No sooner had homosexuality been conceptualized than homosexual emancipation had begun. The earliest extant texts on the topic were political tracts protesting European sodomy laws. The relationship between jurists and physicians was an extremely productive one; some doctors (such as Hirschfeld) themselves became champions of the jurists' (including Ulrichs) cause. Agitators for homosexual rights, in their turn, could not operate independently of medico-scientific personages or the concepts that they promulgated.

It was only with the advent of gay and lesbian liberation in the 1960s and 1970s that the rejection of scientific explanatory models for homosexual behavior and homosexual identity came to characterize the movement for homosexual emancipation. Yet the displacement of "homosexual" by "gay and lesbian," as gay liberation advocated, did not ultimately challenge prevailing medical assumptions regarding homosexuality. Challenging those assumptions required challenging the late nineteenth-century European medical concept of homosexuality itself.

As historians of homosexuality in the 1970s worked to uncover more evidence about the lives of "gay" people in the past, they ran up against a formidable obstacle: namely, the apparent absence of the concept of "homosexuality" or an analogous concept prior to the second half of the nineteenth century in Europe. Anthropologists were also confronted with the fact of "homosexuality's" geographic specificity; no precisely corresponding term could be identified outside of Western Europe and areas of heavy European settlement.

Prior to the late nineteenth century in Europe, same-sex sexual interaction seems to have been understood as episodic and strictly behavioral, a sin or a crime to be punished by the appropriate religious or secular authorities. Just as sin did not inhere in some individuals more than in others, sodomy (along with other sexual delicts such as masturbation, fornication, seduction, and rape) was a vice to which anyone could fall prey.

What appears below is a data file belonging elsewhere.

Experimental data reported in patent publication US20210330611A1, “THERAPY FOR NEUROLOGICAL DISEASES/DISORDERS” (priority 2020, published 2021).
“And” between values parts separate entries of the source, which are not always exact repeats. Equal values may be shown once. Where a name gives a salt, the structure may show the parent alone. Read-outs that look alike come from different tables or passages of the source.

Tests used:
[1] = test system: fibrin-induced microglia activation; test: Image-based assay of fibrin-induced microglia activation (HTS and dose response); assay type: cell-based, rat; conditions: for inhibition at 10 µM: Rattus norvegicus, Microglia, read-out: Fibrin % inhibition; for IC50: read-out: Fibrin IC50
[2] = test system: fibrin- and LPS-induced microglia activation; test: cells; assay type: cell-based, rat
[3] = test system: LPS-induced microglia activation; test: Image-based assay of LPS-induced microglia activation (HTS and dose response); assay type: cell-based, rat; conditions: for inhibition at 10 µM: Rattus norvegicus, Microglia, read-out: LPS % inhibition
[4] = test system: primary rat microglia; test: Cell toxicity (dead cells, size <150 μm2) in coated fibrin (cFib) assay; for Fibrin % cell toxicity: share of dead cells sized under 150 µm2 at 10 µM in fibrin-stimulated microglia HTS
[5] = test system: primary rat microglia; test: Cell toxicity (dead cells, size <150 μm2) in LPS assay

More recently, anthropologists' studies have shed light on societies in which same-sex erotic contacts were regarded with varying degrees of social tolerance or opprobrium, but which in any case did not perceive same-sex and different-sex sexual interaction as constitutionally opposed or as inhering in persons comprising two mutually exclusive social groups.

  <previous page   page: 1  2  3  4  5   next page>  
Contact Us
Join the Discussion
Related Entries
More Entries by this contributor
A Bibliography on this Topic

Citation Information
More Entries about Social Sciences
Popular Topics:

The Arts

Drag Shows: Drag Queens and Female Impersonators
Drag Shows: Drag Queens and Female Impersonators

Photography: Gay Male, Pre-Stonewall
Photography: Gay Male, Pre-Stonewall

Erotic and Pornographic Art: Gay Male
Erotic and Pornographic Art: Gay Male

New Queer Cinema

White, Minor

Halston (Roy Halston Frowick)


Winfield, Paul

McDowall, Roddy
McDowall, Roddy

Cadinot, Jean-Daniel
Cadinot, Jean-Daniel




This Entry Copyright © 2004, glbtq, inc. is produced by glbtq, Inc., 1130 West Adams Street, Chicago, IL   60607 glbtq™ and its logo are trademarks of glbtq, Inc.
This site and its contents Copyright © 2002-2006, glbtq, Inc.  All Rights Reserved.
Your use of this site indicates that you accept its Terms of Service.